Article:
The Sleeping Giant's Sea Lion

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When I'm shooting with the onboard flash in low light conditions, I observe the exposure preview settings between no flash and the flash popped up - there appears to be little or no difference between the two. This is causing me to conclude that the camera is unaware the flash will be firing.

If this is the case, how can the camera possibly expose the shot correctly? For reference, I am getting quite a bit of overexposure currently whenever I use the flash.

I really dread using the flash and I'm experimenting with different flash settings etc at the moment to try and get a nicer exposure. I think that I may end up buying an external flash for the hot shoe and bouncing light off the ceiling etc.

First and foremost though I'm keen to understand the relationship between the on-board flash and exposure settings on my camera. Any help much appreciated!

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1  
I don't know the details of how this particular camera works with the pop-up flash, but you're on the right track with bounce flash instead. Even at its best the pop-up flash will never give great results. –  mattdm Oct 15 '12 at 12:21
    
Have you looked at your Flash Compensation settings at all? It could be up? –  BBking Oct 18 '12 at 1:48

2 Answers 2

That is completely normal. The camera has no idea what the effect of the flash will be and cannot preview it. The effect of flash is extremely variable based on distance and reflectance. For example if you have an object 1m away and one 2m away, the one 2m away gets 4 times less light than the one 1m. Plus, how much it reflects back depends on the object's material and color.

There is no way the camera and similar this without firing the flash which is what modern cameras do before the exposure. This is called TTL Flash which stands for Through The Lens. The camera fires the flash at a low power, measures the results and then adjusts the levels accordingly for the actual shot that follows a fraction of a second later. If you have redeye reduction turned on, the camera will fire 3 times: once to meter, once to contract pupils and once for the exposure.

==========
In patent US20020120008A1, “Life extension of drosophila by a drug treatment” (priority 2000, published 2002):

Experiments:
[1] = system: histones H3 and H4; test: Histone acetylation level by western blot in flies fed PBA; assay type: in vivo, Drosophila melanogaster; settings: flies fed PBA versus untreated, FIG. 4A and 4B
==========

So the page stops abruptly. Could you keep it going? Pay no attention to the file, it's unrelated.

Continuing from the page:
On some cameras you can fire the pre-flash early and lock in the measured results but I have never seen it update the preview, although technically but if anything in the scene moves, it would no longer be correct. This is called FV-Lock.

For the between the on-board flash and exposure, it depends on the flash mode:

  • In Fill mode, the exposure is NOT changed due to flash.
  • In Auto Flash mode, exposure is adjusted in consideration based on some measurements of the scene.
  • There are other modes (Forced, On, Slow-Sync, Rear-Sync, etc) and how they behave differs between cameras, so read the manual and conduct a few experiments with a static scene.
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This could be because the camera is adjusting the other settings to give the technically correct exposure. By this I mean that if you are in aperture priority, it's adjusting the shutter speed and if you are in shutter priority it's changing the aperture. However, the colors should look different with flash. In general, the image quality will be better without flash. However, minimal flash will sometimes give the boost needed to keep a picture sharp. I would highly recommend getting a hot shoe flash, as the give much better image quality than pop-ups. I hope that this helped.

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